Book review: The Country of the Pointed Firs by Sarah Orne Jewett


The Country of the Pointed FirsThe Country of the Pointed Firs by Sarah Orne Jewett

My rating: 4 of 5 stars

Free download available at Project Gutenberg.

And the audio version is available at LibriVox.

CONTENTS

I. The Return
II. Mrs. Todd
III. The Schoolhouse
IV. At the Schoolhouse Window
V. Captain Littlepage
VI. The Waiting Place
VII. The Outer Island
VIII. Green Island
IX. William
X. Where Pennyroyal Grew
XI. The Old Singers
XII. A Strange Sail
XIII. Poor Joanna
XIV. The Hermitage
XV. On Shell-heap Island
XVI. The Great Expedition
XVII. A Country Road
XVIII. The Bowden Reunion
XIX. The Feast’s End
XX. Along Shore
XXI. The Backward View

Such adorable stories are a true comfort reading.

Note:
SARAH ORNE JEWETT (1849-1909) was born and died in South Berwick, Maine. Her father was the region’s most distinguished doctor and, as a child, Jewett often accompanied him on his round of patient visits. She began writing poetry at an early age and when she was only 19 her short story “Mr. Bruce” was accepted by the Atlantic Monthly. Her association with that magazine continued, and William Dean Howells, who was editor at that time, encouraged her to publish her first book, Deephaven (1877), a collection of sketches published earlier in the Atlantic Monthly. Through her friendship with Howells, Jewett became acquainted with Boston’s literary elite, including Annie Fields, with whom she developed one of the most intimate and lasting relationships of her life.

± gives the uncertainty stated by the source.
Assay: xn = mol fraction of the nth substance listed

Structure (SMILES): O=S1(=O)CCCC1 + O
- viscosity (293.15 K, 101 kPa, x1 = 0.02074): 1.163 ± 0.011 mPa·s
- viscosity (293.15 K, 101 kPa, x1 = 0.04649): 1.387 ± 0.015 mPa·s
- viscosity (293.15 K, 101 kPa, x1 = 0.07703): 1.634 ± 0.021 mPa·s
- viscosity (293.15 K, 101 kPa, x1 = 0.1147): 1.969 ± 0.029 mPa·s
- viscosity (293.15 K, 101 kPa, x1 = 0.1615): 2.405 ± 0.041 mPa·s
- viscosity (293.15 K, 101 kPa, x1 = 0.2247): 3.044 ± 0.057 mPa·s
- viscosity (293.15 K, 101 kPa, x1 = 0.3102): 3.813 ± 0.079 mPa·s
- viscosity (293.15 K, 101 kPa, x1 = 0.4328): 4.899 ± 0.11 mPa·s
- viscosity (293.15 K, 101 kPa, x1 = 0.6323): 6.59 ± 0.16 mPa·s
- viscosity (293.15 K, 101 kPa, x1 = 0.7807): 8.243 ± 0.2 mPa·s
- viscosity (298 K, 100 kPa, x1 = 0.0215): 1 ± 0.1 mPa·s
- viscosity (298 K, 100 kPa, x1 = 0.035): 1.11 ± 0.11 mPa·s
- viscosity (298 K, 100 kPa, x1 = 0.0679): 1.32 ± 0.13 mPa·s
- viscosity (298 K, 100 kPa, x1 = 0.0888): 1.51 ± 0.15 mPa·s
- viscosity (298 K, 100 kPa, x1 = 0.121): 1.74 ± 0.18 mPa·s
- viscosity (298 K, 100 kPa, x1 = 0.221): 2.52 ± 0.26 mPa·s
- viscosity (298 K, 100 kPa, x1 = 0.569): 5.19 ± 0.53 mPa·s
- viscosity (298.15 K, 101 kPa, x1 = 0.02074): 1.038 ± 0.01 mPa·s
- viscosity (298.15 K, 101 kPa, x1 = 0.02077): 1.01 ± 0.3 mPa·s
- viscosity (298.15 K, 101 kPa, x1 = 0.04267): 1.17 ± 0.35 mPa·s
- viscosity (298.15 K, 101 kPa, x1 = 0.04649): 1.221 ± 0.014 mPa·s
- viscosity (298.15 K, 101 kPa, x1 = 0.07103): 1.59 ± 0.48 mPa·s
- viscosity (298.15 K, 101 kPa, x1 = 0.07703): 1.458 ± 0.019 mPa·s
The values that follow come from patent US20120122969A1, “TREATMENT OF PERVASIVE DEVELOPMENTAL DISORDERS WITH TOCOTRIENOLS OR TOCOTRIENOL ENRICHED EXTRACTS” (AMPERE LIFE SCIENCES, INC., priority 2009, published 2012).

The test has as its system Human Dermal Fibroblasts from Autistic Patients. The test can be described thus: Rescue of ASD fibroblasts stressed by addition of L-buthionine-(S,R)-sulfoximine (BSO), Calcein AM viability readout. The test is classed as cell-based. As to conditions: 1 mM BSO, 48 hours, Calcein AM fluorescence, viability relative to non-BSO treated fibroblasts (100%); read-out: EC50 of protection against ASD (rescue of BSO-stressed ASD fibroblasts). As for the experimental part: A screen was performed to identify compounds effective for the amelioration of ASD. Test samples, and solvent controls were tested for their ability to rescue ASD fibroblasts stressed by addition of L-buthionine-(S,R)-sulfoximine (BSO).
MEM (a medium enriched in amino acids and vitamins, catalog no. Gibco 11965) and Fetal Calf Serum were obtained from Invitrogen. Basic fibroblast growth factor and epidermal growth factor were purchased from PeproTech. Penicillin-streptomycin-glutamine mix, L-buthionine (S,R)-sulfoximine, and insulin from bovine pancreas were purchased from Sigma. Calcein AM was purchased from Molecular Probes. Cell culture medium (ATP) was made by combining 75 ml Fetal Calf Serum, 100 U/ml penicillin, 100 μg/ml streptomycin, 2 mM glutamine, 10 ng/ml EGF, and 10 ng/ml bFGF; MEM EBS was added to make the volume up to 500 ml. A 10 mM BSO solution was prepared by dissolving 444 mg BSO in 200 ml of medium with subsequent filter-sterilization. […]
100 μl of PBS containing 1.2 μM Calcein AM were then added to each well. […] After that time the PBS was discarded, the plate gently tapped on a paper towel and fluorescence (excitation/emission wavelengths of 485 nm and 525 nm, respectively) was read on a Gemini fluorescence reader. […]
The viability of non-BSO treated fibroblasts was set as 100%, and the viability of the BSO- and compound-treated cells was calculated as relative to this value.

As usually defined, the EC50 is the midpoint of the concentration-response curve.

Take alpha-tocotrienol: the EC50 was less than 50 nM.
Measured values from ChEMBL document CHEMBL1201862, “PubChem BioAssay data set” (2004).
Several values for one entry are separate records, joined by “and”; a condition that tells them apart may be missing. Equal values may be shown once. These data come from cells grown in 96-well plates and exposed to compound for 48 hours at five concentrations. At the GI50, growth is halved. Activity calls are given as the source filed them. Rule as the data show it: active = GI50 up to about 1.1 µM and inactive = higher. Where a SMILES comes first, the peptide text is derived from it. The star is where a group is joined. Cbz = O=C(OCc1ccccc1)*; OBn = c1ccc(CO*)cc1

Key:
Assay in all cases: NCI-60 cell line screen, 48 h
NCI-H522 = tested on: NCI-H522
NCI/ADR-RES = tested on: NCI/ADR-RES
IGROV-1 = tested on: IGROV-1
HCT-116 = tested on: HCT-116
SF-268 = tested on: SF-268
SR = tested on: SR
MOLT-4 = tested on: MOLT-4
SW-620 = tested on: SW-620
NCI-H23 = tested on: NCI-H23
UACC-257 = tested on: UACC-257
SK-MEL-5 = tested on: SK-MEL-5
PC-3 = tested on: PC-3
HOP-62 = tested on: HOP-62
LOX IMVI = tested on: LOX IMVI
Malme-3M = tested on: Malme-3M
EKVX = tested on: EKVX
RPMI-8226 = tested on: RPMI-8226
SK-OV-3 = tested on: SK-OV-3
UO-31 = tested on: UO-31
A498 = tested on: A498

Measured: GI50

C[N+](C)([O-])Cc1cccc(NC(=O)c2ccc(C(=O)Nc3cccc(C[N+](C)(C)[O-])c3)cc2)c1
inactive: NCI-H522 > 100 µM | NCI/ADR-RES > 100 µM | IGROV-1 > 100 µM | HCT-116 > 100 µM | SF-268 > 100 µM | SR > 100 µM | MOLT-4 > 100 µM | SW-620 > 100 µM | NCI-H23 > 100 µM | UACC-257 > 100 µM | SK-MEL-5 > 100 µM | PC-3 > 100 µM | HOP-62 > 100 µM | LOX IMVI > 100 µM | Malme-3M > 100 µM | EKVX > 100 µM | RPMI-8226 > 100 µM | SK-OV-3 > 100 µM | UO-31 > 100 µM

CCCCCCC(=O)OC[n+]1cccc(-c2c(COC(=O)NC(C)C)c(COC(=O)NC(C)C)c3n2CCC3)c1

The Country of the Pointed Firs (1896) is considered Jewett’s finest work, described by Henry James as her “beautiful little quantum of achievement.” Despite James’s diminutives, the novel remains a classic. Because it is loosely structured, many critics view the book not as a novel, but a series of sketches; however, its structure is unified through both setting and theme. Jewett herself felt that her strengths as a writer lay not in plot development or dramatic tension, but in character development. Indeed, she determined early in her career to preserve a disappearing way of life, and her novel can be read as a study of the effects of isolation and hardship on the inhabitants who lived in the decaying fishing villages along the Maine coast.
Jewett died in 1909, eight years after an accident that effectively ended her writing career. Her reputation had grown during her lifetime, extending far beyond the bounds of the New England she loved.

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